Disorderly Desks and Other Things

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I do believe I have a serious problem, particularly pertaining to my desk(s). I simply cannot seem to keep them organized. I have a fairly decent system. Books go in a pile in the corner, pens go in that cup, other pens go in that other cup… more pens go in the other three cups. (I have a lot of pens.) I just can’t seem to maintain that system. It’s never a conscious rebellion; I just place something on my desk, and soon it’s invited all of its friends and relatives to the party. “Oh, hello Laser Pointer! I heard that we’re having a Hang Out on Chris’ Desk Party,” said the stapler to the laser pointer. 

It’d be pretty awesome if my desk was somewhat sentient. I don’t want it to be completely so, but maybe just enough to the point that when I placed something out of place, it would rebel and knock it off or incinerate it or something. “RAWR! You do not belong here, shoelaces!” *fwoosh* And thus I had to buy new shoelaces… again.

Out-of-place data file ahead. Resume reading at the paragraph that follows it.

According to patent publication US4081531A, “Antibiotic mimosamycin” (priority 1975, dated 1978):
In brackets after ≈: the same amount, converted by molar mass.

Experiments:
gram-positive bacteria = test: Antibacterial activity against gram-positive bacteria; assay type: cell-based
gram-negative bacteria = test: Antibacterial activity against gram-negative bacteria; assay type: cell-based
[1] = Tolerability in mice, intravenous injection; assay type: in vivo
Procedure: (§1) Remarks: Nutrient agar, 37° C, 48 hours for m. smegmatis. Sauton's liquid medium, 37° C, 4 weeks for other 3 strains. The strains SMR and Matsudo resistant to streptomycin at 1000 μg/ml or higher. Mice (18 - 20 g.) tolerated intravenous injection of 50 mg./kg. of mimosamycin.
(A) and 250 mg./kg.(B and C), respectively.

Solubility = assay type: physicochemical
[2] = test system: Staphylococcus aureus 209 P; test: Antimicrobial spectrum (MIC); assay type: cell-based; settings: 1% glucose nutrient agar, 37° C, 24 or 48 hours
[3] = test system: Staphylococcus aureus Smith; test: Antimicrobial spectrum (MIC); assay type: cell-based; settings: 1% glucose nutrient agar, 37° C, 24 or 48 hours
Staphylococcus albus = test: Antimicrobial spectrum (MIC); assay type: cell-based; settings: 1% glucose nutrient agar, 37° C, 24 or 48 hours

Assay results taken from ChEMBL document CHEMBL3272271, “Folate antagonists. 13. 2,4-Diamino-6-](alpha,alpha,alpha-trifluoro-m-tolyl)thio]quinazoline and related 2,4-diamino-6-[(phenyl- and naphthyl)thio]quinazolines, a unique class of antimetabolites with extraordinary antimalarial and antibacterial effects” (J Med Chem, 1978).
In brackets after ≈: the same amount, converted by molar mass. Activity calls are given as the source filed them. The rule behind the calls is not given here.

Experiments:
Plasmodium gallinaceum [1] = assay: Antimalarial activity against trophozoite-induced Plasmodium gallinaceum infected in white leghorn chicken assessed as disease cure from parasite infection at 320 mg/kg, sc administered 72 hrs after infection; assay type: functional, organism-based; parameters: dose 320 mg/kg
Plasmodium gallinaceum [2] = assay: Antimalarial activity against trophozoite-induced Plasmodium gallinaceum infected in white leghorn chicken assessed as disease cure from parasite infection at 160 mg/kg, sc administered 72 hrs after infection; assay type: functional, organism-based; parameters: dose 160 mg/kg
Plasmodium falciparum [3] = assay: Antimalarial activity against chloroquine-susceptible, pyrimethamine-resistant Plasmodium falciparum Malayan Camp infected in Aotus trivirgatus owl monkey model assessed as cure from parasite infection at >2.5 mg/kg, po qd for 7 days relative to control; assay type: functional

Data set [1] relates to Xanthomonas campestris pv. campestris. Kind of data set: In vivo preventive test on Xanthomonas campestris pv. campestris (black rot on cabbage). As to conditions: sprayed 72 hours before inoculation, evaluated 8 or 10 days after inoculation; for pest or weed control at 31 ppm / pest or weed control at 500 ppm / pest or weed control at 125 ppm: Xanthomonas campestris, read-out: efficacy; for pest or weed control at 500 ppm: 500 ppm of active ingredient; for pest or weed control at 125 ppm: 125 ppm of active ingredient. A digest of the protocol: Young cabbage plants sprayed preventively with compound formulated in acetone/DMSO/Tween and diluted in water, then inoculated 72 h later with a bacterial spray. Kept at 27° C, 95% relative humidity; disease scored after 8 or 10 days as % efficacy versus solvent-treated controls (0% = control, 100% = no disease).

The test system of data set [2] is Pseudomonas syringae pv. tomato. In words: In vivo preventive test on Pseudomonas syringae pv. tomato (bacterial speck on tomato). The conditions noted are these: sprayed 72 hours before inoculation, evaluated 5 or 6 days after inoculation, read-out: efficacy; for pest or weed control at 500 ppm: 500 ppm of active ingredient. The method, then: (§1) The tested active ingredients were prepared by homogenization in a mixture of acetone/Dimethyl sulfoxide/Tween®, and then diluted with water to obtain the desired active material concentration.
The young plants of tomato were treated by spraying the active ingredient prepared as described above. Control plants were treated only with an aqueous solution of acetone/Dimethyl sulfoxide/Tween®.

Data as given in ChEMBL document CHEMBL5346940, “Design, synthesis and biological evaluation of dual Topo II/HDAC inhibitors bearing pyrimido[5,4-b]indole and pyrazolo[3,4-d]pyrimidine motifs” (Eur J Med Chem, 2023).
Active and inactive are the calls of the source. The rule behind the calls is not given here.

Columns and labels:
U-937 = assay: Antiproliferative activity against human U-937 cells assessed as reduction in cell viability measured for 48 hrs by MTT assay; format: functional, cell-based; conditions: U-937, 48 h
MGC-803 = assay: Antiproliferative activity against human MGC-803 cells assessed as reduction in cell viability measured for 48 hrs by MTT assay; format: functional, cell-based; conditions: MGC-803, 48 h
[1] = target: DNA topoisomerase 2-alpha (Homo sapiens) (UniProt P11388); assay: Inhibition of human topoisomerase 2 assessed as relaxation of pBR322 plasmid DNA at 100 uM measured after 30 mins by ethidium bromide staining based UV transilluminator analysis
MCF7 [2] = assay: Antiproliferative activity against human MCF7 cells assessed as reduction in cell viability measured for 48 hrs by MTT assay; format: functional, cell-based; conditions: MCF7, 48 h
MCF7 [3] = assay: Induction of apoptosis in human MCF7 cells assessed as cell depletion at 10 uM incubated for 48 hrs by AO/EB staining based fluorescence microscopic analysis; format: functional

Though, I suppose that could be a problem. Bunny Has a Book - Poorly Drawn Lines If my desk were intelligent enough to distinguish between acceptable objects and not, then I might have larger problems on my hands than just untidiness. The Night of the Living Desks. Also, desk civil rights? 

But seriously, I’m not sure that I’ll ever really solve this problem. I think it might be genetic. Somewhere in the Human Genome Sequence is a thread for tendencies towards having untidy desks. I’m sure all the important scientists are working on the problem now. Right? Of course right!

And now for something completely different.

I feel that I have neglected Pop Tarts for far too long now. My heart has yearned to write of them, and my taste buds have longed for the sensations of their delightfulfullness and magnificence. My toaster has sat waiting patiently, yet mournfully. My cabinets, though by no means empty, have long looked as though they’re missing some vital component. These very words pain me to write, yet I feel that I must. Maybe I’ll pick some up at Walmart today… 

Bye for now!

~ XK

The Physical Intangible

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A tuba sat next to the wall – neglected by all appearances. The dust was thick on most surfaces, and anybody could tell what was used regularly by the lack of dust. A fairly-clean pair of glasses sat next to an extremely dusty old television set, and a barely-visible stack of envelopes sat next to a somewhat polished typewriter.